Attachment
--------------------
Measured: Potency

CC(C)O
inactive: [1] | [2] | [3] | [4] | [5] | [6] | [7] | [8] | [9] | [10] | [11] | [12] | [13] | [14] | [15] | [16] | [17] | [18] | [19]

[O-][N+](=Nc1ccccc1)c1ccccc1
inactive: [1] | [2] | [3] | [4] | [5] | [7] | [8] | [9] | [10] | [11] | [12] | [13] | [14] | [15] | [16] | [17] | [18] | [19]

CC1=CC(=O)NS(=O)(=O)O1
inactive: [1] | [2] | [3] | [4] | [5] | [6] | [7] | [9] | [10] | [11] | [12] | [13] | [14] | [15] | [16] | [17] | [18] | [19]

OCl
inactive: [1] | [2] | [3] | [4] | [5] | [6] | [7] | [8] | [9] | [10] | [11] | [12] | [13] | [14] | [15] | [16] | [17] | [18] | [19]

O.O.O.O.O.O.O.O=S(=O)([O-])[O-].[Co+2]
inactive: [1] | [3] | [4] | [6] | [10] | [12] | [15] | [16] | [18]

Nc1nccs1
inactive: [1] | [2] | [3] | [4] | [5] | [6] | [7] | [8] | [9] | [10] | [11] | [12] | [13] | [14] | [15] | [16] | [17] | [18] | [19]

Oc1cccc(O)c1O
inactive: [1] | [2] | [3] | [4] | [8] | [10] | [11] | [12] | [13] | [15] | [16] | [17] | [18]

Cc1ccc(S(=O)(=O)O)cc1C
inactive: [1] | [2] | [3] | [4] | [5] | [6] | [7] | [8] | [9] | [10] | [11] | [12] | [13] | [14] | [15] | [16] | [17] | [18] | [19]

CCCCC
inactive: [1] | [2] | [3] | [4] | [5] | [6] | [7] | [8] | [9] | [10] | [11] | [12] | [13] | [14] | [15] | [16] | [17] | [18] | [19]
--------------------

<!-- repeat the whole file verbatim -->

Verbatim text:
Measured: Potency

CC(C)O
inactive: [1] | [2] | [3] | [4] | [5] | [6] | [7] | [8] | [9] | [10] | [11] | [12] | [13] | [14] | [15] | [16] | [17] | [18] | [19]

[O-][N+](=Nc1ccccc1)c1ccccc1
inactive: [1] | [2] | [3] | [4] | [5] | [7] | [8] | [9] | [10] | [11] | [12] | [13] | [14] | [15] | [16] | [17] | [18] | [19]

CC1=CC(=O)NS(=O)(=O)O1
inactive: [1] | [2] | [3] | [4] | [5] | [6] | [7] | [9] | [10] | [11] | [12] | [13] | [14] | [15] | [16] | [17] | [18] | [19]

OCl
inactive: [1] | [2] | [3] | [4] | [5] | [6] | [7] | [8] | [9] | [10] | [11] | [12] | [13] | [14] | [15] | [16] | [17] | [18] | [19]

O.O.O.O.O.O.O.O=S(=O)([O-])[O-].[Co+2]
inactive: [1] | [3] | [4] | [6] | [10] | [12] | [15] | [16] | [18]

Nc1nccs1
inactive: [1] | [2] | [3] | [4] | [5] | [6] | [7] | [8] | [9] | [10] | [11] | [12] | [13] | [14] | [15] | [16] | [17] | [18] | [19]

Oc1cccc(O)c1O
inactive: [1] | [2] | [3] | [4] | [8] | [10] | [11] | [12] | [13] | [15] | [16] | [17] | [18]

Cc1ccc(S(=O)(=O)O)cc1C
inactive: [1] | [2] | [3] | [4] | [5] | [6] | [7] | [8] | [9] | [10] | [11] | [12] | [13] | [14] | [15] | [16] | [17] | [18] | [19]

CCCCC
inactive: [1] | [2] | [3] | [4] | [5] | [6] | [7] | [8] | [9] | [10] | [11] | [12] | [13] | [14] | [15] | [16] | [17] | [18] | [19]